Looking for all the best attractions in the Garden Isle? Our guide to all the best things to do in Kauai is all you need!
A sought-out traveling destination, Kauai is famous for its breathtaking natural beauty teeming with roaring waterfalls, luscious rainforests, and tropical coastlines.
Many people overlook Kauai as a getaway destination. Referred to as the “Garden Isle” and the greenest island (97% covered in forests), Kauai is adored for its untouched nature, full of luscious forests and stunning landscapes.
Adventurers and nature lovers, you don’t want to miss out on a trip to Kauai! There are many attractions on the Garden island, which is one of the top islands in Hawaii for adventure! Hike canyons, swim in rock pools, look for humpback whales, see waterfalls created by the Wailua River, and more!
Take a dip into Kauai’s tropical paradise on a trip you’ll never forget. But first, check out our list of the best things to do in Kauai!
If you don’t know what to do in Kauai, we’ve compiled the island’s best attractions and activities! Our list of the top things to do in Kauai includes the best of the best, from visiting pristine beaches and art galleries to whale watching, hiking, and visiting food trucks!
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Referred to as the “Grand Canyon of the Pacific,” Waimea Canyon State Park became widely known in 1869 after American explorer John Wesley Powell visited the island.
The expansive canyon near the south shore was formed from the Waimea River, which carved a path through the basalt and lava formations, and from the central volcano that collapsed ten million years ago.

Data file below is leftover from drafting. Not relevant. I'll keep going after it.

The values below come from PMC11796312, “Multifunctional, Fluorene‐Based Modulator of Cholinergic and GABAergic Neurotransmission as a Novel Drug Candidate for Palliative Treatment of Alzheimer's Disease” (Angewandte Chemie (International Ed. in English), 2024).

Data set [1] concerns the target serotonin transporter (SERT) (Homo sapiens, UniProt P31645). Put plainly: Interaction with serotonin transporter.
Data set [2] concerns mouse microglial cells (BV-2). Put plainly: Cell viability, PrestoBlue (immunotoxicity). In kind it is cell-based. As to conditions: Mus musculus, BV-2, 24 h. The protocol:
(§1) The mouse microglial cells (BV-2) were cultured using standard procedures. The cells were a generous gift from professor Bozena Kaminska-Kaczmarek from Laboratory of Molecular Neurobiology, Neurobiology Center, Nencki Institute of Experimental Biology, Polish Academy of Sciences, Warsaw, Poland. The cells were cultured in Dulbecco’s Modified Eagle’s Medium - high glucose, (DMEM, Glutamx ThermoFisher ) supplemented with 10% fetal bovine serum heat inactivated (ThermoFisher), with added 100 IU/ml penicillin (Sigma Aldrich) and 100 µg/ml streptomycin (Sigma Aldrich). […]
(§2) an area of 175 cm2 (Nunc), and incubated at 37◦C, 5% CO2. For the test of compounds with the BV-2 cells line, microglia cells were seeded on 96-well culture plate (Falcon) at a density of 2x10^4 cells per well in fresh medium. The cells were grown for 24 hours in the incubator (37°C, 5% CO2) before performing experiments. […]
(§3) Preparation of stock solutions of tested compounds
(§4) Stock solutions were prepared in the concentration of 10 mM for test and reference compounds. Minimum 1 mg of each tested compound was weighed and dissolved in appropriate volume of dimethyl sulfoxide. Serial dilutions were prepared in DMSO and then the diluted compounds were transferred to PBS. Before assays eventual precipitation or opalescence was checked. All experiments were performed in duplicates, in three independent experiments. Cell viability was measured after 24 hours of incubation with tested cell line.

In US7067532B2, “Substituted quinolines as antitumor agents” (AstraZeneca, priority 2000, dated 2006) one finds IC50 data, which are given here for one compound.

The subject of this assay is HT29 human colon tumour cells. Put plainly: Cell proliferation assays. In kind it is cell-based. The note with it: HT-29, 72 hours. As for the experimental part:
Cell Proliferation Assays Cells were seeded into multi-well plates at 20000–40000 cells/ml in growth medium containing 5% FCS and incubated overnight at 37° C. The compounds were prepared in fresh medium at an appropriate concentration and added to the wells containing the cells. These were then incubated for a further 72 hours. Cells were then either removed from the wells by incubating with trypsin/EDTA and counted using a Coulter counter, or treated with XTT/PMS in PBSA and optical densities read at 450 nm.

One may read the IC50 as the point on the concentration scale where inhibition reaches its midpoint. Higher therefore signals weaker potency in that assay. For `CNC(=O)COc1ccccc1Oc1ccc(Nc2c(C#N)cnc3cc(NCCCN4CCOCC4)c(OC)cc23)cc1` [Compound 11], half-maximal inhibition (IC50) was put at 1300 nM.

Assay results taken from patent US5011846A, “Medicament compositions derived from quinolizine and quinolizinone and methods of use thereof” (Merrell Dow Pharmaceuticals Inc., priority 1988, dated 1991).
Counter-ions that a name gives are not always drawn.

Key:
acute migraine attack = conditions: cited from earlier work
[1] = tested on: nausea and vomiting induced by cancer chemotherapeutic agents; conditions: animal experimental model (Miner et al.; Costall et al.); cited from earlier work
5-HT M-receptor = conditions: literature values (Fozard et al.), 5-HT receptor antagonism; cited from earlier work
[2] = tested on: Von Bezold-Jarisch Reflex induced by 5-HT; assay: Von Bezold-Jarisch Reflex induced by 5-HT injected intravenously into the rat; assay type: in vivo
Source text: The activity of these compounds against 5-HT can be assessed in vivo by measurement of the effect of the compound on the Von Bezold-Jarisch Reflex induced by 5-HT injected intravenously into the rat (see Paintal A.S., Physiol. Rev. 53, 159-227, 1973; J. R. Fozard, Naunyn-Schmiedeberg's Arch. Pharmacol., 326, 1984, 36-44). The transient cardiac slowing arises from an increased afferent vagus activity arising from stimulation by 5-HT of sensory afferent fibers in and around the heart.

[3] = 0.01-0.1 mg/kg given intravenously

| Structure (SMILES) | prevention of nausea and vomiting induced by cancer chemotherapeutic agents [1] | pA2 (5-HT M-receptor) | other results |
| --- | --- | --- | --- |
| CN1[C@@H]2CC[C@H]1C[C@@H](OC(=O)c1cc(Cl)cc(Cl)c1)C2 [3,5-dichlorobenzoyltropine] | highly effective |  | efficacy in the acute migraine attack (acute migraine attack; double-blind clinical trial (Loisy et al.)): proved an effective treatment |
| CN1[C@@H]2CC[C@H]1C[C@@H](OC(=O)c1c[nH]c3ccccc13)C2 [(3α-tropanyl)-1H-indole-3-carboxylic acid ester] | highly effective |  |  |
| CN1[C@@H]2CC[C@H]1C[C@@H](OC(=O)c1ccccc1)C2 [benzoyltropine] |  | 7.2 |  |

The park is a striking natural gem teeming with rushing waterfalls, coastal cliffs, and luscious greenery. Head to the various lookouts for awe-inspiring views of the park, including Puu Hinahina, Waimea Canyon Lookout, and Kalalau Lookout.
By foot, either enjoy a relaxing stroll or take on a bit of a challenge for rewarding views throughout the different trails like the Cliff Trail (easy), Canyon Trail (moderate), and Kukui Trail (experienced).
It’s also a good idea to wear proper hiking shoes if you’re taking on a challenging hike here. Some trails are coated with thick red mud or clay that can make the hike slippery!
The largest bay on the north shore of Kauai, Hanalei Bay, is one of the best things to do in Kauai, thanks to its spectacular scenery of the sea backdropped by mountain peaks.
Adored for its views, Hanalei Bay is featured on the best boat tours. The bay is favored for boating, surfing, and swimming.
It is home to three beaches, Hanalei Beach Park, Waioli Beach Park, and Black Pot Beach. Neary is Hanalei Town, teeming with restaurants, local shops, and water sports rentals, like kayaks, to hit the waves of Hanalei Bay.
Join this small group food tour to experience the vibrant neighborhoods and the culture of the north shore.
On a food tour with a professional guide, you’ll be taken to the best culinary hot spots and food trucks in Kauai, travel through local neighborhoods, taste the diverse cuisines of the various cultures of Hawaii, and meet local business owners and chefs.
Famous for its scuba diving and snorkeling opportunities, Makua Beach, also known as Tunnels Beach, is a must-visit for adventurers on the north shore.
Thanks to the coral reef that runs up to the shore, a tropical haven for marine life, exploring these waters guarantees sightings of vibrant-colored aquatic animals. Sea turtles are commonly sighted in this area, either swimming in the water for easy pickings of food or napping in the small sea caves.